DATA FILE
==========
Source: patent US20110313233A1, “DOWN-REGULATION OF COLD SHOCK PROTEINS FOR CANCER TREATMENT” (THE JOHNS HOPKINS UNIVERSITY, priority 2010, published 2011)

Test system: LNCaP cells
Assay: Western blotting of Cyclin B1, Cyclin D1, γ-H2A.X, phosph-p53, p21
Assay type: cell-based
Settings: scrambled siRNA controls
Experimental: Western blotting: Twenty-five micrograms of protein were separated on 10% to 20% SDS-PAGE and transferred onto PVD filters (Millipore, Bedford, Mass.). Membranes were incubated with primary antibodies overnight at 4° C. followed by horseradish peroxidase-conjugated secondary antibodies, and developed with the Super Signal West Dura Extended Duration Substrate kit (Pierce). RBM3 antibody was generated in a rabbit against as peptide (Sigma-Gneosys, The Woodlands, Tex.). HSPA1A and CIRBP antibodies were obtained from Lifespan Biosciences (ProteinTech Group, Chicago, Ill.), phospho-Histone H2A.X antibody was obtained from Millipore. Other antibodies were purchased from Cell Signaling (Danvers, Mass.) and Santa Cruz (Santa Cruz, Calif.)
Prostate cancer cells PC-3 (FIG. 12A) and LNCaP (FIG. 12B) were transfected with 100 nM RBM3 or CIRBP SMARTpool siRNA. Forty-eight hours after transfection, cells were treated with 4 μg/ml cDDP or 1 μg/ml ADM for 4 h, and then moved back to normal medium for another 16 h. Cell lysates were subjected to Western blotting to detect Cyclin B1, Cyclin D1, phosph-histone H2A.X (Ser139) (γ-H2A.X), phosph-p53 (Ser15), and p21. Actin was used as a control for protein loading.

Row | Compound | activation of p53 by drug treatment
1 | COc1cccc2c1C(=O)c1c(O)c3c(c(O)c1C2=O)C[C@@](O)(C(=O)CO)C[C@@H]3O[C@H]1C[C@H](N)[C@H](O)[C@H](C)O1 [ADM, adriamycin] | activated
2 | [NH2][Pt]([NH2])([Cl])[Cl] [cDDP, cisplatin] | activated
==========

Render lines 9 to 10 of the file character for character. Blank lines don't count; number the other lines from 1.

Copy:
1 | COc1cccc2c1C(=O)c1c(O)c3c(c(O)c1C2=O)C[C@@](O)(C(=O)CO)C[C@@H]3O[C@H]1C[C@H](N)[C@H](O)[C@H](C)O1 [ADM, adriamycin] | activated
2 | [NH2][Pt]([NH2])([Cl])[Cl] [cDDP, cisplatin] | activated